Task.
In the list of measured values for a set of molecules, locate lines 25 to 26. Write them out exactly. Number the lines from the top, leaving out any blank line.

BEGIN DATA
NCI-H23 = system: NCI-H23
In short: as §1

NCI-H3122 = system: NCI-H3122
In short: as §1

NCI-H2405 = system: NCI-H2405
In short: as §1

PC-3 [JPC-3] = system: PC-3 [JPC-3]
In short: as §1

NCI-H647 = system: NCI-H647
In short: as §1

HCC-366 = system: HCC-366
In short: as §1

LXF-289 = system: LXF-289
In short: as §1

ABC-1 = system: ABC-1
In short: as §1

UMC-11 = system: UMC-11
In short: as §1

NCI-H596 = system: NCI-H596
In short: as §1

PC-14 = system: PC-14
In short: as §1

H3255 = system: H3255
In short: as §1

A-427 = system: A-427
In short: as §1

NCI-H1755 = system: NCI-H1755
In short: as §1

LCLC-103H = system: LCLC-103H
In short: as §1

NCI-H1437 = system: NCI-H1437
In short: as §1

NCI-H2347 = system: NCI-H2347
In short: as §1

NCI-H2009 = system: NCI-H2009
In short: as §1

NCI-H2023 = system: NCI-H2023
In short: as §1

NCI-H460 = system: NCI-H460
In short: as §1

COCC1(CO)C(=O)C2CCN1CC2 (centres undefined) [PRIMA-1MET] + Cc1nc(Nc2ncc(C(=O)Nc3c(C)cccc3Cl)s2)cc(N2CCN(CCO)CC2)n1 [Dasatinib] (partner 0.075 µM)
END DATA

A-427 = system: A-427
In short: as §1